Love experimenting with your iPhone and Android camera and learning new techniques – me too!
This article will explain the magic behind the circular polarising filter – because it really does feel like you are cheating! After the tripod and a wide angle lens – the next most important accessory is this filter also known as a circular polarising lens CPL.
The results are immediately obvious and armed with some non-jargon theory – in no time, you will be getting the most out of this circular polarising filter in all your photography.
What is polarising light
As you can probably guess, a circular polarising filter has the purpose of filtering polarised light. I am going to get technical for a moment – however, this will be a very simplistic explanation.
A circular polarising filter allows a certain angle of light to pass through the lens. This adapted glass is coated and has tiny slits in them that block out light that travels horizontally across them and only passes light that travels vertically through them.
Using the below analogy of a comb:
A circular polarising filter is similar to a comb having vertical teeth. These slits only allow vertical light waves to enter (card held on its side) and blocks out all other wavelengths that try to enter from all other directions.
Light travels as waves that can be vertical, horizontal and any which way in between – hitting our eye and smartphone lens at varying angles. When light is reflected off a non-metallic surface and water, the light waves mostly become horizontal – creating glare and reflection. Glare does not take on the colour of the reflected material and instead is seen as white. This mutes the natural, vibrant deep colours of the material. This is more evident in blue and green colours.
Benefits of a circular polarising filter
- Reduces haze – made up of particles in the air that reflect light. The circular polarising filter eliminates the haze
- Reduces and recovers highlights – smartphone like all cameras captures a limited dynamic range of light. The first light the camera sacrifices is the bright sky. The circular polarising filter recovers these details and brings details back into the bright areas
- Adds drama in clouds – darkening and bringing details in the clouds, adds drama to the imager
- Captures more colour – sun glare is always white. This reflection produces muted colours. The filter captures deeper, more vibrant colour
- Removes reflection – capture the scene under the reflective water surface, reduce reflective skin in portrait. Ever captured a travel photo from a tour bus and captured the reflection of the seat in front of you?
- Reduces shutter speed – similar to a neutral density filter, the circular polarising filter lets in less light providing you more scope to manually alter ISO and shutter speed for creative long exposure results
Circular polarising filter options:
Struman Optics circular polarising filter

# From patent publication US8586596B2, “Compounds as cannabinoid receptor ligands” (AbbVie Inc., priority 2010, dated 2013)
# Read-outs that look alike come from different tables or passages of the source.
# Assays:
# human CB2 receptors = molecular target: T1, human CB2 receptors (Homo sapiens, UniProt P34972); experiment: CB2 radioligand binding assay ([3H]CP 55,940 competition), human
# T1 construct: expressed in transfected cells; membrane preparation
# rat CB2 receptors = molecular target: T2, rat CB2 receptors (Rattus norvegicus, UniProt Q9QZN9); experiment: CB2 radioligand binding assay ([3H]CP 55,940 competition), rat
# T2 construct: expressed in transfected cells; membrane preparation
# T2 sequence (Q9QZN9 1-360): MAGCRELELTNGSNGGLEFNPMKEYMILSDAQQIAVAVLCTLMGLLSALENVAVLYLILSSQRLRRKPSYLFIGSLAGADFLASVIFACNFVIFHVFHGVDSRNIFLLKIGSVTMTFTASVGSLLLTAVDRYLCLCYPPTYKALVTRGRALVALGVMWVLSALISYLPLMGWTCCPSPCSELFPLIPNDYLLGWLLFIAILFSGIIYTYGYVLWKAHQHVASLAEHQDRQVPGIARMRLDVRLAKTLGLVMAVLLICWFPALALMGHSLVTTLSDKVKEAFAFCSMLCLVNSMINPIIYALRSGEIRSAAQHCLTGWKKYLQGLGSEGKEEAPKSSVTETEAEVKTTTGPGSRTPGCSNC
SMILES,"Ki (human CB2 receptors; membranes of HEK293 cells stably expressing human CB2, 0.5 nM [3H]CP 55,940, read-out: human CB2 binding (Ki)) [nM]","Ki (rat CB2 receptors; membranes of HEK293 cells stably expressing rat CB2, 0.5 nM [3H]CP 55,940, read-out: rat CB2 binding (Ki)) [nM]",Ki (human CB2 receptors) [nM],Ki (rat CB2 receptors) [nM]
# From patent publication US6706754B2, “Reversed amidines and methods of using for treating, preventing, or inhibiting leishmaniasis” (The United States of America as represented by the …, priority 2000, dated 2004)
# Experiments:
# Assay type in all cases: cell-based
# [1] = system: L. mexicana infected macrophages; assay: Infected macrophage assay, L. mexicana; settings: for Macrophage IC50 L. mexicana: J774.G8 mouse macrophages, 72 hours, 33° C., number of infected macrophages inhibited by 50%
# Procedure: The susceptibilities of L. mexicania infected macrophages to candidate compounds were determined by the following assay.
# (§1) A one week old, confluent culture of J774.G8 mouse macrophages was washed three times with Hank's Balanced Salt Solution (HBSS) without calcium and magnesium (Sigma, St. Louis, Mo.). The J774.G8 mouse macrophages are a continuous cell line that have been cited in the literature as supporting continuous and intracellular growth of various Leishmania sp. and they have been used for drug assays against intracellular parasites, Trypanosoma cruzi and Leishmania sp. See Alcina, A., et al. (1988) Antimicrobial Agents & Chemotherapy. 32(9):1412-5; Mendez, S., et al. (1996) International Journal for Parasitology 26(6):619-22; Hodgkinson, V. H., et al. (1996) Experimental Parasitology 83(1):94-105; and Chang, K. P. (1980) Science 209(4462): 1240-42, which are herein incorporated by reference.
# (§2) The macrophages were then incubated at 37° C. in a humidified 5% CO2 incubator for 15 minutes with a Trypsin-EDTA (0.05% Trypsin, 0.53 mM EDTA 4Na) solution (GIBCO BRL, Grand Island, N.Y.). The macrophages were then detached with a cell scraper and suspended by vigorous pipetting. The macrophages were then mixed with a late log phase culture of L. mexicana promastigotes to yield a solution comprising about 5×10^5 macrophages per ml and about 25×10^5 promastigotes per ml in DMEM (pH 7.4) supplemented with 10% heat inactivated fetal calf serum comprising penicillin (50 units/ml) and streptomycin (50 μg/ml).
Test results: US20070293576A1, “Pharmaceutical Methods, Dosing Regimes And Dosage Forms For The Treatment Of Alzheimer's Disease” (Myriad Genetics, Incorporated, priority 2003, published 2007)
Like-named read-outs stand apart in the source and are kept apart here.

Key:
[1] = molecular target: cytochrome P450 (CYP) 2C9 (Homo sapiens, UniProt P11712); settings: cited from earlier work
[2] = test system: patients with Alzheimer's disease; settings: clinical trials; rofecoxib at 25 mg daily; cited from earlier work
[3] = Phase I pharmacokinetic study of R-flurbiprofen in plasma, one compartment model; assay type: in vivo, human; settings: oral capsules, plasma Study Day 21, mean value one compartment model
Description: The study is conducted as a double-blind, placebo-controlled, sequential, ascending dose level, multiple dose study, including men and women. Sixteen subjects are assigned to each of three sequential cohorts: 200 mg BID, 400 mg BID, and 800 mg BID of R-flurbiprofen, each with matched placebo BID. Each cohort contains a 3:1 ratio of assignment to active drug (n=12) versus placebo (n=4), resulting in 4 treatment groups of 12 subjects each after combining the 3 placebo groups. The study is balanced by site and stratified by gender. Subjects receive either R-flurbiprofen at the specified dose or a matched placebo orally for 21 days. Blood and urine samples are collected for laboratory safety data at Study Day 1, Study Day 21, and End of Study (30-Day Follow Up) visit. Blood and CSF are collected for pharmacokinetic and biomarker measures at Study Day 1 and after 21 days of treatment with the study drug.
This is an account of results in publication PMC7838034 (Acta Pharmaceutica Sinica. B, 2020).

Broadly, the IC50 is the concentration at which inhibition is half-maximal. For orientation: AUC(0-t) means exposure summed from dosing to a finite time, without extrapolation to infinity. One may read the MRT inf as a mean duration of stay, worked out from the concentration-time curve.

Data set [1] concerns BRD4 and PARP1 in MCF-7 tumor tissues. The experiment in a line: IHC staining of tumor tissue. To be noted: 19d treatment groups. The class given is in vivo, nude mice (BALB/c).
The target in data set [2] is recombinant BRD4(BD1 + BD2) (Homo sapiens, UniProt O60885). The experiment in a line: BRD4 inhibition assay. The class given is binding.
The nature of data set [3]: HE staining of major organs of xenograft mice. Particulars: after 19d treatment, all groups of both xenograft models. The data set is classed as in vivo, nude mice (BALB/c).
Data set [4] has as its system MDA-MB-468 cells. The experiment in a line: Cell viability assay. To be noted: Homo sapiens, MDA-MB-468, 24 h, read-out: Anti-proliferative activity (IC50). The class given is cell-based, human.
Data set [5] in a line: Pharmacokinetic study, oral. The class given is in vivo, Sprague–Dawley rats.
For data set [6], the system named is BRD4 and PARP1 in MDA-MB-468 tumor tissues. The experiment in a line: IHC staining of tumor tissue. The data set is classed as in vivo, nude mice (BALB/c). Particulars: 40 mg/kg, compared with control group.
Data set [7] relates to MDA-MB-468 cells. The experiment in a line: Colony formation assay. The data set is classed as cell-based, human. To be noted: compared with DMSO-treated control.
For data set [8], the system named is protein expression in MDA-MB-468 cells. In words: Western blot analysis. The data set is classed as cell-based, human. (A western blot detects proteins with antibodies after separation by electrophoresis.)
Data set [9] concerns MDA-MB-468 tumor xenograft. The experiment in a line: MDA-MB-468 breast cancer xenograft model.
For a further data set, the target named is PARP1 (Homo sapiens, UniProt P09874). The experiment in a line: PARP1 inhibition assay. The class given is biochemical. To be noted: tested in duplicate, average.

This circular polarising filter by Struman Optics is attached via the adaptor ring to either the Cinematic portrait or Cinematic wide-angle lens (post-June 2019).
The filter extends the already impressive lens to further increase the capability of your smartphone camera.
Arrives in a small protective case for portability and convenience when storing. The prevent accidental damage. The lens hood can alternatively be attached to protect the lens from damage.
NiSi P1 Prosories smartphone filter kit
This universal holder can be rapidly attached to any iPhone, iPad, Android smartphone or tablet. Included in the kit are the Graduated Neutral Density Graduated (GND) and circular polarising filter. These filters can be used individually or stacked in the holder to combine the advantages of both filters.
For the techies – the GND filter is a 3 stop and polarizing lens a 1.5 stop, totalling a 4.5 stop reduction. This provides more scope for manual, creative control using either Pro mode on the Android or a camera replacement app on the iPhone.
- Rotate the circular polarising filter to increase/decrease the effect
- Switching between portrait and landscape orientation – rotate the filter
- Experiment incrementally spinning the filter – no need to go the full effect
- As mentioned above, the polariser works best at 90 degrees to the sun. A wide-angle lens takes in more than a 90-degree angle to the sun – therefore deviations either side can produce unnatural transitions between lighter and darker areas in the sky (banding). If this occurs, turn the polarizer to reduce the effect or find another angle
- Listed above as a benefit, slower shutter speed can also have a negative impact – higher ISO or slower shutter introducing blur
- Reflected colour of objects or particles in the air (colourful sunsets) can disappear when using a circular polarising filter
Create the look using Adobe Lightroom Mobile app
If you are not in a position to purchase one of these amazing accessories - you can partially recreate the effect, using Adobe Lightroom Mobile app.
Go to Adjustments > Effects > Dehaze and slide to the right. As always, my recommendation is to move the slider to where you like it - then move back, reducing the effect a little. This helps you, to avoid over-processessing your images. Even better, make you changes, go away for a littel while then return to review the image again!
The circular polarising filter should be an essential part of your bag of smartphone photography accessories. There are a number of real benefits – especially when you understand when and how to use the lens.
As an advocate for mobile photo editing – there is no editing substitute for using a circular polarising filter at the time of capture. These really are magical and well worth the little investment to get yourself one of these units and take your smartphone photography to the next level.